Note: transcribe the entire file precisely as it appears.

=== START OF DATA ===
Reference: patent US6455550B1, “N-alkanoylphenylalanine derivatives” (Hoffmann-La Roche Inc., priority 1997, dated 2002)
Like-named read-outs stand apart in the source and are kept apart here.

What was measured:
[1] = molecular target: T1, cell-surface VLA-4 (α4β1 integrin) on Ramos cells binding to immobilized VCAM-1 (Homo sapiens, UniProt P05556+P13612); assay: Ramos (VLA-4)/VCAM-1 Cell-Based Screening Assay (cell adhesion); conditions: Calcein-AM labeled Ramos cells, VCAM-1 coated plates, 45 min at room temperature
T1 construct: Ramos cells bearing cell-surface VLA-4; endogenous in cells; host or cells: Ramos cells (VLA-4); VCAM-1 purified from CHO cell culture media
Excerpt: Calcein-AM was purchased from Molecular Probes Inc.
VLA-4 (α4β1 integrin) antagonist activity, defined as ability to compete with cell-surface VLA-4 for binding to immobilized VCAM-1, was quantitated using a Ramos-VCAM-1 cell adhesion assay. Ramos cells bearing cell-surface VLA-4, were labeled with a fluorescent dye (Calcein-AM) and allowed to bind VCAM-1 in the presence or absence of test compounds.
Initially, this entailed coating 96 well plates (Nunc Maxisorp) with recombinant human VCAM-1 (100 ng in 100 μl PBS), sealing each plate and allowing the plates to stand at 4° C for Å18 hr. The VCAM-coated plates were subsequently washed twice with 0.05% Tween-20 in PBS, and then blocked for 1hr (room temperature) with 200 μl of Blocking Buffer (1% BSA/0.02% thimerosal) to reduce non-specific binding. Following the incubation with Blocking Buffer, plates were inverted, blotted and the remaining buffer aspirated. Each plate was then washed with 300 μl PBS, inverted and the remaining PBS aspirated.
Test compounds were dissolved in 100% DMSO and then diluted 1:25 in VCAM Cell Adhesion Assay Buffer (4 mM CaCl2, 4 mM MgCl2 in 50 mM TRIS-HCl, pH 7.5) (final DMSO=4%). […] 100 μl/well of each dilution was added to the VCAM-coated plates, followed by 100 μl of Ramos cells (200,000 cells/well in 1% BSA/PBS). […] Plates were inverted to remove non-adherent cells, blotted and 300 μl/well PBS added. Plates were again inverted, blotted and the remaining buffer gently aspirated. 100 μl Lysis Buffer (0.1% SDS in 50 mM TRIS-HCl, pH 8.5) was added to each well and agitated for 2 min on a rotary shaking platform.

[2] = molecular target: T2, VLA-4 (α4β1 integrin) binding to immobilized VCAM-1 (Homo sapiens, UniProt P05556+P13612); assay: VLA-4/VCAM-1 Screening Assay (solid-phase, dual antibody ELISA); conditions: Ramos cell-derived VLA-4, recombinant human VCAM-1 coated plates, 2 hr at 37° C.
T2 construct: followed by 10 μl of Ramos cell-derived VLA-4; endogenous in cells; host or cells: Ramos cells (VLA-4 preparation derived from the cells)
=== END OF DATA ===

Reference: patent US6455550B1, “N-alkanoylphenylalanine derivatives” (Hoffmann-La Roche Inc., priority 1997, dated 2002)
Like-named read-outs stand apart in the source and are kept apart here.

What was measured:
[1] = molecular target: T1, cell-surface VLA-4 (α4β1 integrin) on Ramos cells binding to immobilized VCAM-1 (Homo sapiens, UniProt P05556+P13612); assay: Ramos (VLA-4)/VCAM-1 Cell-Based Screening Assay (cell adhesion); conditions: Calcein-AM labeled Ramos cells, VCAM-1 coated plates, 45 min at room temperature
T1 construct: Ramos cells bearing cell-surface VLA-4; endogenous in cells; host or cells: Ramos cells (VLA-4); VCAM-1 purified from CHO cell culture media
Excerpt: Calcein-AM was purchased from Molecular Probes Inc.
VLA-4 (α4β1 integrin) antagonist activity, defined as ability to compete with cell-surface VLA-4 for binding to immobilized VCAM-1, was quantitated using a Ramos-VCAM-1 cell adhesion assay. Ramos cells bearing cell-surface VLA-4, were labeled with a fluorescent dye (Calcein-AM) and allowed to bind VCAM-1 in the presence or absence of test compounds.
Initially, this entailed coating 96 well plates (Nunc Maxisorp) with recombinant human VCAM-1 (100 ng in 100 μl PBS), sealing each plate and allowing the plates to stand at 4° C for Å18 hr. The VCAM-coated plates were subsequently washed twice with 0.05% Tween-20 in PBS, and then blocked for 1hr (room temperature) with 200 μl of Blocking Buffer (1% BSA/0.02% thimerosal) to reduce non-specific binding. Following the incubation with Blocking Buffer, plates were inverted, blotted and the remaining buffer aspirated. Each plate was then washed with 300 μl PBS, inverted and the remaining PBS aspirated.
Test compounds were dissolved in 100% DMSO and then diluted 1:25 in VCAM Cell Adhesion Assay Buffer (4 mM CaCl2, 4 mM MgCl2 in 50 mM TRIS-HCl, pH 7.5) (final DMSO=4%). […] 100 μl/well of each dilution was added to the VCAM-coated plates, followed by 100 μl of Ramos cells (200,000 cells/well in 1% BSA/PBS). […] Plates were inverted to remove non-adherent cells, blotted and 300 μl/well PBS added. Plates were again inverted, blotted and the remaining buffer gently aspirated. 100 μl Lysis Buffer (0.1% SDS in 50 mM TRIS-HCl, pH 8.5) was added to each well and agitated for 2 min on a rotary shaking platform.

[2] = molecular target: T2, VLA-4 (α4β1 integrin) binding to immobilized VCAM-1 (Homo sapiens, UniProt P05556+P13612); assay: VLA-4/VCAM-1 Screening Assay (solid-phase, dual antibody ELISA); conditions: Ramos cell-derived VLA-4, recombinant human VCAM-1 coated plates, 2 hr at 37° C.
T2 construct: followed by 10 μl of Ramos cell-derived VLA-4; endogenous in cells; host or cells: Ramos cells (VLA-4 preparation derived from the cells)